Where was the true church of God during these Dark Ages?

On the Scottish Island of Iona, in 563 AD, a man named Columba started a Bible College. For the next 700 years, this was the source of much of the non-Catholic, evangelical Bible teaching through those centuries of the Dark and Middle Ages. The students of this college were called “Culdees”, which means “certain stranger”. The Culdees were a secret society, and the remnant of the true Christian faith was kept alive by these men during the many centuries that led up to the Protestant Reformation.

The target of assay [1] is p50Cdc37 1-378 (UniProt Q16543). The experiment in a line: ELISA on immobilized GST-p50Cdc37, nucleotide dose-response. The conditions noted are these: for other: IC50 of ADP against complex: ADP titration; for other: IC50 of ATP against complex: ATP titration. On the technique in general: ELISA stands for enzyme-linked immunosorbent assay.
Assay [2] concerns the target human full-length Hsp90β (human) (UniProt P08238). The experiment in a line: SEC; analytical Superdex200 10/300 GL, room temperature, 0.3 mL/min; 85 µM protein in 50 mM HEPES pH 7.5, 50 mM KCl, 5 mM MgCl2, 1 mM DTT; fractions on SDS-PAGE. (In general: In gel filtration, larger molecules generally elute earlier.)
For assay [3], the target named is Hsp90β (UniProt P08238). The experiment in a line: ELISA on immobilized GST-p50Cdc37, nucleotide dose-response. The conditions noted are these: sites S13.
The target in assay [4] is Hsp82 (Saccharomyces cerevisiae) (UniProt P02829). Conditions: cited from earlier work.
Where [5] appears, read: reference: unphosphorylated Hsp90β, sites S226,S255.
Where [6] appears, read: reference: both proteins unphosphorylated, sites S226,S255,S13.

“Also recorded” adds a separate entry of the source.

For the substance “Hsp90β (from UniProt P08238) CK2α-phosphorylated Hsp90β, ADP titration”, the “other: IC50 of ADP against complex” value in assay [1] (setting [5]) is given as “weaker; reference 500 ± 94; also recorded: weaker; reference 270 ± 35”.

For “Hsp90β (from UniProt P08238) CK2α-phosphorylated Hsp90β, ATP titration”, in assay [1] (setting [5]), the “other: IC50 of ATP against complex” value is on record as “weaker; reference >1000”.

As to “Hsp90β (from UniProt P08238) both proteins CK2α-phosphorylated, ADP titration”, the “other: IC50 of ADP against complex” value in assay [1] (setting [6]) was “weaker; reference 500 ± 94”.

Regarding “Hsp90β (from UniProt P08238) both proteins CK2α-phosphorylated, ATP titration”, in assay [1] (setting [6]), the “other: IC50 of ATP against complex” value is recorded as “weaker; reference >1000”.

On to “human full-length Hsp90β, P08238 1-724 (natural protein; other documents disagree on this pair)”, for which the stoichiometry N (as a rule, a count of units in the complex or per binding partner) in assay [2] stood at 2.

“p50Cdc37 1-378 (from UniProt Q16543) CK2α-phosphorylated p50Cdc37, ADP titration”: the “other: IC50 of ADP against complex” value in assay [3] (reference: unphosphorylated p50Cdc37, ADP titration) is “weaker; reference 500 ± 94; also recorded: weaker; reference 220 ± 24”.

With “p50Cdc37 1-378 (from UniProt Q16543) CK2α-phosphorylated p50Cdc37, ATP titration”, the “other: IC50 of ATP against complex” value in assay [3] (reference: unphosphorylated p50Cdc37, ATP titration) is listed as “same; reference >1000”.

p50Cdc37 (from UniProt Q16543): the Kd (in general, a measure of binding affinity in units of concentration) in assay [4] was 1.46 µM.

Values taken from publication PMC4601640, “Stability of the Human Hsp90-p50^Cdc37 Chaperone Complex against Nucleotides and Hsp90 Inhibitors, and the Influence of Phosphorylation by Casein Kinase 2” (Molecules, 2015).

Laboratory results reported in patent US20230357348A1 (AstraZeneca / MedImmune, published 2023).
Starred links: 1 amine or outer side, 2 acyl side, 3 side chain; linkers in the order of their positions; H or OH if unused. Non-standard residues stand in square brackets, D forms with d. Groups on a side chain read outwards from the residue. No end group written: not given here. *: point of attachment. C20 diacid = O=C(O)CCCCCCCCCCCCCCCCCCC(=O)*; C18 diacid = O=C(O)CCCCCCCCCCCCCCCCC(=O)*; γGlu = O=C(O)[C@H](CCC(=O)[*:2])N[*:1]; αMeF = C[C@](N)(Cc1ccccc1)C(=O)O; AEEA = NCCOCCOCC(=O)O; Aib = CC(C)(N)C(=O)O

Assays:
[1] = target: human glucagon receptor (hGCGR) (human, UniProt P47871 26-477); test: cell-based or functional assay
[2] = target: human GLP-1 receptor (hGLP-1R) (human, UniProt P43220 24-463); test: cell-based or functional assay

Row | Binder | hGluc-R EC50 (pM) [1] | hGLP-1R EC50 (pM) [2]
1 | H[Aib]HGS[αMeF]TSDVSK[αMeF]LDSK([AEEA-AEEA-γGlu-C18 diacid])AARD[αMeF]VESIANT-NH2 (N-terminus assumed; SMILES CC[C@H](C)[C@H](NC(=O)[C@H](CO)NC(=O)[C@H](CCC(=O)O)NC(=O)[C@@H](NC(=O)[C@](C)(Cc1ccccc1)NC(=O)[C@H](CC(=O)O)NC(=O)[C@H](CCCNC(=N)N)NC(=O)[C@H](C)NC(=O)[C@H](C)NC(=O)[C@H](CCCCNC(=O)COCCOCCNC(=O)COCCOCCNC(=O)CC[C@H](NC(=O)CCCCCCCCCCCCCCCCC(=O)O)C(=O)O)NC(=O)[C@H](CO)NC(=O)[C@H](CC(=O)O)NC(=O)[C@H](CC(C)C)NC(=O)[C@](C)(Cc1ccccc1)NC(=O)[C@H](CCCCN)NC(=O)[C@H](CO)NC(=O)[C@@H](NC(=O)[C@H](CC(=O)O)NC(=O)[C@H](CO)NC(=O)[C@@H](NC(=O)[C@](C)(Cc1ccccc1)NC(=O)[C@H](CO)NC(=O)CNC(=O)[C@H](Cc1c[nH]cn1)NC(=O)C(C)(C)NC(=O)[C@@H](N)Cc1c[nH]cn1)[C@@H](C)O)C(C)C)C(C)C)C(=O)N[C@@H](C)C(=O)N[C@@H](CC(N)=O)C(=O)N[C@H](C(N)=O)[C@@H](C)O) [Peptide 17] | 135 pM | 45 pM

In the late 1300’s, the secret society of Culdees chose John Wycliffe to lead the world out of the Dark Ages. Wycliffe has been called the “Morning Star of the Reformation”. That Protestant Reformation was about one thing: getting the Word of God back into the hands of the masses in their own native language, so that the corrupt church would be exposed and the message of salvation in Christ alone, by scripture alone, through faith alone would be proclaimed again.